Cleaner sweep

Despite significant implementation hurdles, that the PM has made Swachh Bharat a political priority could yet energise the citizenry into taking ownership of the clean-up and drive behavioural change.

By: Express News Service | Published:October 2, 2015 12:10 am

Prime Minister Narendra Modi introduced the idea and project of Swachh Bharat in his first Independence Day address from the ramparts of Red Fort, as he urged politicians and corporations to use discretionary funds to build latrines, and linked cleanliness to national pride. On October 2, 2014, when the mission was formally launched, he sought to build a broad alliance to spread awareness of the campaign, recruiting celebrities like Sachin Tendulkar, Salman Khan, Shashi Tharoor and Anil Ambani via social media.

It was an idea with wide resonance — apart from the visible filth that dots community spaces, two-thirds of the 1.1 billion people who practise open defecation and a quarter of the 1.5 million who die every year from diarrhoeal diseases caused by poor hygiene and sanitation live in India. Despite significant implementation hurdles, that the PM has made Swachh Bharat a political priority could yet energise the citizenry into taking ownership of the clean-up and drive behavioural change.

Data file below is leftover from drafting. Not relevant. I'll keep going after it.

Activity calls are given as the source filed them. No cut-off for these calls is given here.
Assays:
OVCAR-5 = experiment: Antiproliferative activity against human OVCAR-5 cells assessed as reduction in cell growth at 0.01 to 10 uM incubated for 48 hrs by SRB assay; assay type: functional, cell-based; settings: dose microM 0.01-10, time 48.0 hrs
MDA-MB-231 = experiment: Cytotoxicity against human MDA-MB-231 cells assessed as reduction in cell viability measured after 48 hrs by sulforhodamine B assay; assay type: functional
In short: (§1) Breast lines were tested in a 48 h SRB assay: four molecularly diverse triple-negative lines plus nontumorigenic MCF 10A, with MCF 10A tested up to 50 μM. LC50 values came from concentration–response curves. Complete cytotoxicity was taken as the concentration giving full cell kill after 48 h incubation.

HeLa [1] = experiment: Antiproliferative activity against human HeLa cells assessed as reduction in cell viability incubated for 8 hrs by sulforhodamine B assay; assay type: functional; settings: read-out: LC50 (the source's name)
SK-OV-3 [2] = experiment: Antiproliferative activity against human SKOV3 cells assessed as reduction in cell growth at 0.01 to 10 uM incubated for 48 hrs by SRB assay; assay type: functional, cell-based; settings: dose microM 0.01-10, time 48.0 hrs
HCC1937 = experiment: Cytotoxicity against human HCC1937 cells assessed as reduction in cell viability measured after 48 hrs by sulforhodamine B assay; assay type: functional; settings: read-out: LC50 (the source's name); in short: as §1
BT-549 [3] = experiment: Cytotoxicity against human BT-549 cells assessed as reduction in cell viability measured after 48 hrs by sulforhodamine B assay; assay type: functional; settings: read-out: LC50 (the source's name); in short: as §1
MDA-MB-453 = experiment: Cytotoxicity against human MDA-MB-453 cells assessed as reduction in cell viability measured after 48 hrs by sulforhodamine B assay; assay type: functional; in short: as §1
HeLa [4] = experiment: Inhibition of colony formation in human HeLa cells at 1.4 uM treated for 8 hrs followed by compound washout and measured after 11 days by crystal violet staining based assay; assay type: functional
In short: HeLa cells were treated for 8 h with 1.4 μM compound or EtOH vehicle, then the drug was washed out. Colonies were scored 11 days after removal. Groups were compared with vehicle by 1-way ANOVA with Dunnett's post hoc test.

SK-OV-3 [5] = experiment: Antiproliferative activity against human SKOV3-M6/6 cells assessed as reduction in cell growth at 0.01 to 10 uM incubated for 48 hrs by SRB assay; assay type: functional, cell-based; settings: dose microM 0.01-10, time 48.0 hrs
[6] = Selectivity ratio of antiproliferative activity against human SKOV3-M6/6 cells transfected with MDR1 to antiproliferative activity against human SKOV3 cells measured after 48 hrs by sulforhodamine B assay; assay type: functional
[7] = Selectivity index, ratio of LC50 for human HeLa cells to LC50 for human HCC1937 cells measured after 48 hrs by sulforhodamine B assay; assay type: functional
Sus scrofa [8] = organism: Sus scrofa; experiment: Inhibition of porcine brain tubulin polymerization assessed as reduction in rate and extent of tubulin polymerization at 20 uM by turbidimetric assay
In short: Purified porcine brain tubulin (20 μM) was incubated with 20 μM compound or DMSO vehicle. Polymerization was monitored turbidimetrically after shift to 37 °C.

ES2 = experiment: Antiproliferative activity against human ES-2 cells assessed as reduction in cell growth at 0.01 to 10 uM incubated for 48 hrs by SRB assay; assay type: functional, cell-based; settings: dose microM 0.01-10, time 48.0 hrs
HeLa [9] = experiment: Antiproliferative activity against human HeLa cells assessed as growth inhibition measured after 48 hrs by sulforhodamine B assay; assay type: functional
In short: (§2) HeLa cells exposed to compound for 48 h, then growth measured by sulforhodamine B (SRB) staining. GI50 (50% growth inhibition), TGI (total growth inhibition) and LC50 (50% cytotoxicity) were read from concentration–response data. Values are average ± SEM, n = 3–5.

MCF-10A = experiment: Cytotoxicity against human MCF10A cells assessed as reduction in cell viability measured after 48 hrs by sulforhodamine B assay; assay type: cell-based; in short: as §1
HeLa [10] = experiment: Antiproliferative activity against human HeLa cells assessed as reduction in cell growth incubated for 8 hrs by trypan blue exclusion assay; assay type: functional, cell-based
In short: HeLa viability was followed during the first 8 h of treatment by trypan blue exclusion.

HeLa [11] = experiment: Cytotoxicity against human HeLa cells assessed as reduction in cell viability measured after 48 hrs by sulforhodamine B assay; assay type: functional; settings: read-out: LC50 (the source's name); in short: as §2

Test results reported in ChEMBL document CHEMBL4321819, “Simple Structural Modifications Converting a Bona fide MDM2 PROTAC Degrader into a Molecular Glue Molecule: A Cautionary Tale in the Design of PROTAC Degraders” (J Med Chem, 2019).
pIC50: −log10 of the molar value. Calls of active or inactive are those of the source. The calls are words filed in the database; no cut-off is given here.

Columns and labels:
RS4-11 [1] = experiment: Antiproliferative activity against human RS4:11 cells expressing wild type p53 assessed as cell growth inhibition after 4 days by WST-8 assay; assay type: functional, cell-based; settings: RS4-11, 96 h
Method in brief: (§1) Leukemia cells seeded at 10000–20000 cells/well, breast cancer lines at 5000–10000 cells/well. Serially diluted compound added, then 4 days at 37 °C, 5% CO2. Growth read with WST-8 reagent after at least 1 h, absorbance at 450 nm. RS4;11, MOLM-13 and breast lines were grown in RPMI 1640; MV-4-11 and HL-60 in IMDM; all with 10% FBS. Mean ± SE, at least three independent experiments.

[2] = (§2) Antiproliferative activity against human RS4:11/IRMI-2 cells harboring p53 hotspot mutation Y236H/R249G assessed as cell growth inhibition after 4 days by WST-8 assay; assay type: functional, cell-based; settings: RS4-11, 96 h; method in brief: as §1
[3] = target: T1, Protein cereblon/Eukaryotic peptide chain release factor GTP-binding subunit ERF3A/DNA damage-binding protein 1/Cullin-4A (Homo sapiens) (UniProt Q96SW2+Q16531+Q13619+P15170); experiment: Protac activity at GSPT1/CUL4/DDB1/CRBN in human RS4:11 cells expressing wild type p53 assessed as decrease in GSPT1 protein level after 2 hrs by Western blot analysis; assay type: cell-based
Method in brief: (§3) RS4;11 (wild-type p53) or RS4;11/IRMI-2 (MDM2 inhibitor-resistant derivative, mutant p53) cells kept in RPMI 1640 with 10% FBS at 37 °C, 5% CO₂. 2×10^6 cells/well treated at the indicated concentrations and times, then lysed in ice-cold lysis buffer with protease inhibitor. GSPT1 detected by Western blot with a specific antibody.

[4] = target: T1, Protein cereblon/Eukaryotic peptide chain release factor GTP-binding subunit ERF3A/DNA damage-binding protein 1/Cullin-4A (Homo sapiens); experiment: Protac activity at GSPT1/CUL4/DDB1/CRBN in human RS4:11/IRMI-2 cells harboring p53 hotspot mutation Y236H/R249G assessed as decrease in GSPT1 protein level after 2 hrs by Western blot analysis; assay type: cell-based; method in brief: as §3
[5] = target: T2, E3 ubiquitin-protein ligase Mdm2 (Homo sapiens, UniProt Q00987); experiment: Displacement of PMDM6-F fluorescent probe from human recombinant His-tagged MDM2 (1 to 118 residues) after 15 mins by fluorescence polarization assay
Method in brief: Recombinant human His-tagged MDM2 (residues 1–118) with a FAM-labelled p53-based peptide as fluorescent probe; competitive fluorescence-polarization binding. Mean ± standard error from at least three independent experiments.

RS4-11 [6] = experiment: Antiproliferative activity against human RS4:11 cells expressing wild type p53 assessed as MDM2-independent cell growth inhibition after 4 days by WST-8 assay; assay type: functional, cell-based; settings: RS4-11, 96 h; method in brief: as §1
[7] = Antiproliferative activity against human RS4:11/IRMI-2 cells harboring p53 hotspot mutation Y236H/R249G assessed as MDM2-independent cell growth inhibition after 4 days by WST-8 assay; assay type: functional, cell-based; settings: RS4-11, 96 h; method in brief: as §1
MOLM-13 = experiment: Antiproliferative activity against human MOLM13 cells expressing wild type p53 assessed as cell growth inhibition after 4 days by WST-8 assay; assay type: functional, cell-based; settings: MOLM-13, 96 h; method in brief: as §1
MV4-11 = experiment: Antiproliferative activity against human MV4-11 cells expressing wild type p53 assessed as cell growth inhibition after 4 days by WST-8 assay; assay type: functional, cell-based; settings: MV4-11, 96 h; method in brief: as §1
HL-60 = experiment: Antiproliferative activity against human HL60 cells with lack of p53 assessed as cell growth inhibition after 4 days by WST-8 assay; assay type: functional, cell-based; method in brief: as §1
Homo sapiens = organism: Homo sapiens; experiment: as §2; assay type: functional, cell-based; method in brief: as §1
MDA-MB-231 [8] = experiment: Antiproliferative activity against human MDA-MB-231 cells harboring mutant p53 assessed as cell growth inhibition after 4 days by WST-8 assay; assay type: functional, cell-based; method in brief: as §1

Twelve months on, studies, however, show that the mission is struggling to meet its targets. Primarily intended to “promote cleanliness and hygiene and eliminate open defecation”, with an emphasis on constructing toilets, the ministry of drinking water and sanitation has built 95.23 lakh toilets so far in rural areas — slow progress if it has to hit the 12-crore mark by 2019 — and only a fifth of the yearly target for urban areas has been met. The mission is also lagging behind in its waste collection, transportation and disposal goals. Swachh Bharat has also not done enough to counter criticism that it is too focused on building physical facilities and is scant on detail on how behavioural change could be effected.

The Research Institute for Compassionate Economics, for instance, found in a 2014 report that more than half the people with government-built latrines don’t use them and at least one member from 40 per cent of households with working toilets nevertheless defecated in the open, citing comfort and convenience.

For it to succeed, Swachh Bharat will also have to account for the culture of purity and pollution rural sanitation is embedded in, and more carefully negotiate issues of caste on the ground. A recent study in the BMC Public Health found that “strongly ingrained beliefs around impurity and pollution and the required rituals for purification and cleansing post-defecation in Indian society may play a big part in the choice to continue defecating in the open”. Modi’s use of his bully pulpit has focused much-needed attention on a dirty reality of Indian society, but a cleansing will take more.

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